Democracy, Its Psychotherapy And Cure
Although it is called such, the United States of America is not and has never been a democracy. In legal writ and practical fact, numerous safeguards have been maintained to ensure against its ever becoming one. Women and blacks still aren't equal, and punishment for being poor now extends into the upper middle class. Still, you never know. Democracy could happen.
Through circumstances which defy convenient explanation, I watched the DNC Rules and Bylaws Committee proceedings on C-SPAN Saturday, holed up Howard Hughes-style all high-lonesome in a be-marbled Las Vegas hotel room. Except for dozing off a couple times, I saw the whole thing from about 2/3rds through Florida, and thought the horror show remarkable (almost regrettable) for restraint. Net-net, the HRC campaign was ruled and bylawed into a 50% Michigan-Florida compromise weighting after much twisting and kvetching. I wouldn't normally have watched this, but there was my general immobility to consider, and nothing better was on TV.
At times it looked and felt like an organization falling apart. Imagine, for contrast, if Florida and Michigan had bolted to the front of the Republican Party primary line. Zippo, nada, natch of their votes would be counted. If a couple of wayward states had given the RNC any guff, drunken thugs in pickup trucks would've dragged the offending apparachiks out of their homes in the middle of the night for manure-boarding sessions. The next morning, everybody would show up at the committee meeting shaved, showered, and smiling submissively, and their sole query would be, "Whose ass do I kiss first?" That's unity.
Whereas Democrats know all about diversity. And if any more diversity had gone on at the DNC, Harold Ickes would've dropped trou, shit on the Marriott's rug, started flinging turds at the co-chairs and said, "Look at me, I'm a gorilla!" This from the man who ran the party for 15 years, the incumbency-enhancing architect of the Super Tuesday soiree: "we need to make sure every vote counts." Oh, the passion, lo, the rampant egalitarianism. Listening to Harold, you could just feel liberty's heaving breast swelling to yell out, "Freedom! Freedom!" It was all I could do to not break out into the Pledge of Allegiance.
Simply put, Michigan and Florida Democrats were not well served by their state party leaders; they were insubordinate, intransigent, and insolent, and boy did they get off light. There isn't a leg to stand on: both states had the chance to do the primaries over according to the rules and have all their votes counted; they refused on the grounds of extra expense. A re-vote would have been the right thing to do, yet there wasn't a single word said about it by anyone who spoke into a microphone--curious, no? You could almost see the looming presence of Howard Dean in the ballroom, toying with a five-pound hammer and twirling a thumbscrew. The RBC committee meeting was more about putting down a snitty rebellion than about seating delegates, and the real question was whether the states and a significant, well-entrenched, and deeply unhappy faction would recognize the DNC's future authority.
In that context, the meeting's transparency was truly courageous--I can't imagine the RNC would allow live coverage in a similar situation. The committee's discipline was awesome, betraying guidelines that had been very well-rehearsed; it would have been easy, even natural, to rub the state reps' noses in messes of their own making, messes they had no excuse for. Although ironies and hypocrisies were flying fast and thick, that didn't happen. The most Shylockian propositions were accorded respect, and most anyone with a passing familiarity with Democratic party track record would've found it impossible to deaden impulses to derision without powerful incentives. For example, to the unremitting mantra of "disenfranchising voters?" Give me a break. Forty years ago the Dims settled on a nominee a full year before a ballot was cast.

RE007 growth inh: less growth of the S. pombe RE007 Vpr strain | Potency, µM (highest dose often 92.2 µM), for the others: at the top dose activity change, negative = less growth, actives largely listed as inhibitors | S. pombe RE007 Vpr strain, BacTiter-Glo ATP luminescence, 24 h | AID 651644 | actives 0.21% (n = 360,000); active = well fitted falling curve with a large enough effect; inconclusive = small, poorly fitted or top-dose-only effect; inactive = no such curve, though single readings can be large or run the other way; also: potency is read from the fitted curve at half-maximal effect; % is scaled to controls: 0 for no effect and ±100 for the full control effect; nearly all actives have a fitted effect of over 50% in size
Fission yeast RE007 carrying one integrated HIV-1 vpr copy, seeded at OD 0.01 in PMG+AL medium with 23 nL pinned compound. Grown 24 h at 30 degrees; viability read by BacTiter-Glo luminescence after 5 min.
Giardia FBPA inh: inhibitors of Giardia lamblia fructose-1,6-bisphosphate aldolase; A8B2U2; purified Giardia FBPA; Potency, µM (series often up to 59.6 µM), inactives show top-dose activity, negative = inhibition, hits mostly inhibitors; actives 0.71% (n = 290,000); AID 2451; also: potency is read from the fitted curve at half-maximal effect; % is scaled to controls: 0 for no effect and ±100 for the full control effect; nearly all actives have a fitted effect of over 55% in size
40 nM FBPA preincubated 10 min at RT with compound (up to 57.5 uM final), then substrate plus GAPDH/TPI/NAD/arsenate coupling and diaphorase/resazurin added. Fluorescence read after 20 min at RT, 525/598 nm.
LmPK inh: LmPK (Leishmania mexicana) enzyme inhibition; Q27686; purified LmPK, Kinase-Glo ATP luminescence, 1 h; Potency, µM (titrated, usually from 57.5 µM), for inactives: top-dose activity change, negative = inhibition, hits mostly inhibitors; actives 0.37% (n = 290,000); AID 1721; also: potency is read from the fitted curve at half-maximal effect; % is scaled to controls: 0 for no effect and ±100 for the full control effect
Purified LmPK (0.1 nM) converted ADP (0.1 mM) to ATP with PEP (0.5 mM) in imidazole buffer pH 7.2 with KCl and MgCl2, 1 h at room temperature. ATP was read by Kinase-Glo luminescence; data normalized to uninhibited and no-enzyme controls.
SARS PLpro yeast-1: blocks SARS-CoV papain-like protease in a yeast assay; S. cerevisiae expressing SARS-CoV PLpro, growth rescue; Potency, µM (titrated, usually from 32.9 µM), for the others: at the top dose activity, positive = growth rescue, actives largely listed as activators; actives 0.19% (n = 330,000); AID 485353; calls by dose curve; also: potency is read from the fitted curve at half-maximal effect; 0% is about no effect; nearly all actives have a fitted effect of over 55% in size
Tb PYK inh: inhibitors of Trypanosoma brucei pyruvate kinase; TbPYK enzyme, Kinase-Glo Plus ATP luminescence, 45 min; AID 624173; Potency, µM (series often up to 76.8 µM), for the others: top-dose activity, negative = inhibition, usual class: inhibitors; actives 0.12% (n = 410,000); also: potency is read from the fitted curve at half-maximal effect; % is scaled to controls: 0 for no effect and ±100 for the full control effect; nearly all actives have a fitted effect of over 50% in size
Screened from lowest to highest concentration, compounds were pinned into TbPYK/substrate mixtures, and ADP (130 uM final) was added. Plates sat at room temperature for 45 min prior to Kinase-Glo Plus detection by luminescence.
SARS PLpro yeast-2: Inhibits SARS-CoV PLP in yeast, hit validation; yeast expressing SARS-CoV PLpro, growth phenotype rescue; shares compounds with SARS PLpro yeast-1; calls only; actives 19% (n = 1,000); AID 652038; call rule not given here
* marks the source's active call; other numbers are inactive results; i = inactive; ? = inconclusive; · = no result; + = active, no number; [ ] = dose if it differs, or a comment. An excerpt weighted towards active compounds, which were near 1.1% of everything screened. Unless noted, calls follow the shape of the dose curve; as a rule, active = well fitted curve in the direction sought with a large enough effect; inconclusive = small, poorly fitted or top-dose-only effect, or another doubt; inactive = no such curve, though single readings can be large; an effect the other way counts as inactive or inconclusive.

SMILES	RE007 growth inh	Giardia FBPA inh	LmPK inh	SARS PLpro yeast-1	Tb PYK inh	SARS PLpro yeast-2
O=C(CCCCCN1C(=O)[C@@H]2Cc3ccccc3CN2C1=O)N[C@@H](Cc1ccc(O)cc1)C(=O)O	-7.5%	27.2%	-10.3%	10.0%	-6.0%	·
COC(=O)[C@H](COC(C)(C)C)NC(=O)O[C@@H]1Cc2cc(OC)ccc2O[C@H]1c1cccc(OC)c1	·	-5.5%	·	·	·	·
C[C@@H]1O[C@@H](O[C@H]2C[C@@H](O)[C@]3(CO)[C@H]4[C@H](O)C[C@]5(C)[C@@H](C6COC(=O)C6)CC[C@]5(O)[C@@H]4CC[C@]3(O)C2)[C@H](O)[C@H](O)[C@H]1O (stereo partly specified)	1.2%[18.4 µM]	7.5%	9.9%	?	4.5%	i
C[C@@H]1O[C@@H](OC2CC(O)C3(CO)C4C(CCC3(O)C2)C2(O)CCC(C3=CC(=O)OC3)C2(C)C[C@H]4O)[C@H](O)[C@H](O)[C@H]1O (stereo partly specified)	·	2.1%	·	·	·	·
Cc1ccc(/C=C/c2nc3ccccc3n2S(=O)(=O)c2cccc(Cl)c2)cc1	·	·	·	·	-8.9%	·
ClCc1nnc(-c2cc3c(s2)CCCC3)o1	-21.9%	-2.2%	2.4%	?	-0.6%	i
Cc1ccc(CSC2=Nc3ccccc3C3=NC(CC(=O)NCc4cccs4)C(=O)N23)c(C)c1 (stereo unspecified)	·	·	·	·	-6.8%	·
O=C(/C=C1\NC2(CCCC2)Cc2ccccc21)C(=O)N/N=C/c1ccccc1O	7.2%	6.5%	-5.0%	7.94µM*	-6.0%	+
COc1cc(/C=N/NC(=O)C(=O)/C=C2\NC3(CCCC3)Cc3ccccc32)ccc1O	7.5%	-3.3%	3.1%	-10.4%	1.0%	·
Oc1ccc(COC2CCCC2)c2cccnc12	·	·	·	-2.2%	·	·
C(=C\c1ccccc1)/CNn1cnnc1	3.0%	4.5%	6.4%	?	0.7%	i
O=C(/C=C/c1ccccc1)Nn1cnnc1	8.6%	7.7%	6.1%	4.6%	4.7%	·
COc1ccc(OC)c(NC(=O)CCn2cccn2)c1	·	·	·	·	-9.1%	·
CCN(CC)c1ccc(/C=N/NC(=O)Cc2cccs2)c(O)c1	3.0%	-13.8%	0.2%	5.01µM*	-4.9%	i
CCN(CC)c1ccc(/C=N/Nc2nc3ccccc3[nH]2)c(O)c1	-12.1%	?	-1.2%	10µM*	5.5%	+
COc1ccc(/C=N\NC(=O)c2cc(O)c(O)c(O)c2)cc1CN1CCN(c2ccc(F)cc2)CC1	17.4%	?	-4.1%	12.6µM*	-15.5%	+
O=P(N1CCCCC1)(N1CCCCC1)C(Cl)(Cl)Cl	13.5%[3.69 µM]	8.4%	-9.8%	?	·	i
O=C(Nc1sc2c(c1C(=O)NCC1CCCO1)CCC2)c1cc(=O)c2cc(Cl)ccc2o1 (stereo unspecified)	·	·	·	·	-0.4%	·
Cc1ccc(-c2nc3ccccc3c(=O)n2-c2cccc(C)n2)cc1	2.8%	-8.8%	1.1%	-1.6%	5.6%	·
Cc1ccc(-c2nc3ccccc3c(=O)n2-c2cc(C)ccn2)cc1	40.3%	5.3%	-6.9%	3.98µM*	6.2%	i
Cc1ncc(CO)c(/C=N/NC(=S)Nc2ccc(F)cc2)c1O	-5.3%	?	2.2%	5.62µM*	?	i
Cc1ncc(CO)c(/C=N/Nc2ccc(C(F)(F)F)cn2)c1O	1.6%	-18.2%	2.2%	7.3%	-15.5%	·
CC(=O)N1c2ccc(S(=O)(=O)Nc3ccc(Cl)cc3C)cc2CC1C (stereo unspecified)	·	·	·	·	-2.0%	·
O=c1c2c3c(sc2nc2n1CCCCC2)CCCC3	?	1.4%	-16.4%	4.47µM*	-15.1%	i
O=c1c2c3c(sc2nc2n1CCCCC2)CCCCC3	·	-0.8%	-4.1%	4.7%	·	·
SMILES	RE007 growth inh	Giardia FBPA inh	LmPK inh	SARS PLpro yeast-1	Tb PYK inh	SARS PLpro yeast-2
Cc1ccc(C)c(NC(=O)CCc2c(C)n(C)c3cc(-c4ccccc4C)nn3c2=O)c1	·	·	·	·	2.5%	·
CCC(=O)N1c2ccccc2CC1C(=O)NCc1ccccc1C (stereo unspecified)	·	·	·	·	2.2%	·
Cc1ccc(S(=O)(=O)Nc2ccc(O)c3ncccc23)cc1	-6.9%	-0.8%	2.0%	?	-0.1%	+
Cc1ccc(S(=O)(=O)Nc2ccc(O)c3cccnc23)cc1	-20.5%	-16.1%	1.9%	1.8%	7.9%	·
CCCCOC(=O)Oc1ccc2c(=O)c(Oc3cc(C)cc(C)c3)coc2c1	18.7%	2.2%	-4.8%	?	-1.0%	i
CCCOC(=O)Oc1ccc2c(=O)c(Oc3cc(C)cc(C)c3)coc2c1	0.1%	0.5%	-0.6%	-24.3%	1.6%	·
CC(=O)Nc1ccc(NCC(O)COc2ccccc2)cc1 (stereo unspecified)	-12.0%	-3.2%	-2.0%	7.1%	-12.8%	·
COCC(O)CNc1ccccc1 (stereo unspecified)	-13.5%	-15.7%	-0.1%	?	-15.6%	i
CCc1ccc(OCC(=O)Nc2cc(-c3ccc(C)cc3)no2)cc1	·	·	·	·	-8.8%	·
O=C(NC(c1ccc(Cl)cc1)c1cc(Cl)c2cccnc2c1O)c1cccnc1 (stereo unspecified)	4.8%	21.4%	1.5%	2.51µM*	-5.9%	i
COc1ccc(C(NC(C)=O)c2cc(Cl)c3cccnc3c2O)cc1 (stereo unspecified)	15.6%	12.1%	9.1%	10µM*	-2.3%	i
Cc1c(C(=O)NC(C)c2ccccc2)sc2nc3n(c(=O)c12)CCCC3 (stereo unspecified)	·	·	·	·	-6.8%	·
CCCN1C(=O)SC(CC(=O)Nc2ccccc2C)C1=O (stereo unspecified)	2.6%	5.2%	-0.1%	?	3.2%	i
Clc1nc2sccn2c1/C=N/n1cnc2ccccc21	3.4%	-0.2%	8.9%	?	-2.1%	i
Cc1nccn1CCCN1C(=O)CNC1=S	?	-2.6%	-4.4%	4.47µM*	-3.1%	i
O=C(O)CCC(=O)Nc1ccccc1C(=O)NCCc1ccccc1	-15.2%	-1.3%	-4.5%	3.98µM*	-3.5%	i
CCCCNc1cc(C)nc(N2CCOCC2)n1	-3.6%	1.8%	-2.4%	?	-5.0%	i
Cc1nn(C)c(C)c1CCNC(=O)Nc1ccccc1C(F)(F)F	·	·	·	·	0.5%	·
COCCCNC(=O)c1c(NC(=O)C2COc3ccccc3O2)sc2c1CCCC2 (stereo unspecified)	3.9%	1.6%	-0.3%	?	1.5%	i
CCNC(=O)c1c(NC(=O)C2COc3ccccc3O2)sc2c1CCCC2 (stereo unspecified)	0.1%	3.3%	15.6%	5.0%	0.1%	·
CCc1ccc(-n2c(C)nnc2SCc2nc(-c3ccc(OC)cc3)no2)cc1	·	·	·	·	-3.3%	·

Paradoxically, votes and involvement mattered more this time than in any other Democratic primary; campaigning mattered more; organization mattered more. As a brand, Clinton was as well-known as you can get, so she was not prepared for America's first real 50-state nomination fight. Everywhere Obama went, he closed the gap. He was down in Wisconsin by 20+ points in January. He traveled there and won it by 17 points. He was down by 24 in Virginia, began visiting, and eventually won it by 28. He was down by 20 in Pennsylvania three weeks before its primary, made a hasty tour and closed it to 9. The more exposure he got, the more votes he won. That's what happens in real democracies, that's the quality you want to see in your party's leader, and that's why the faithful have told Hillary Clinton to act like Robert E. Lee at Appomattox. Yes, your dead-enders want to fight on as an insurgency. Tell them to go home and plant crops.
The RBC's final vote bore the feel of a previous internal compromise and a carefully foregone conclusion. What was needed was done. Furthermore, it was the only actual open debate about an election or its processes which has occurred in my lifetime, and to my knowledge ever in these United States. I'm not sure of the full impact or follow-through, but that alone is no small thing. The DNC conspiracy, if such it was, expressed an even-handed but resounding "enough!" It gave the signal for the Clintons to pass the torch to a new kind of party, and it's going to be one far more representative and open than it has ever been before.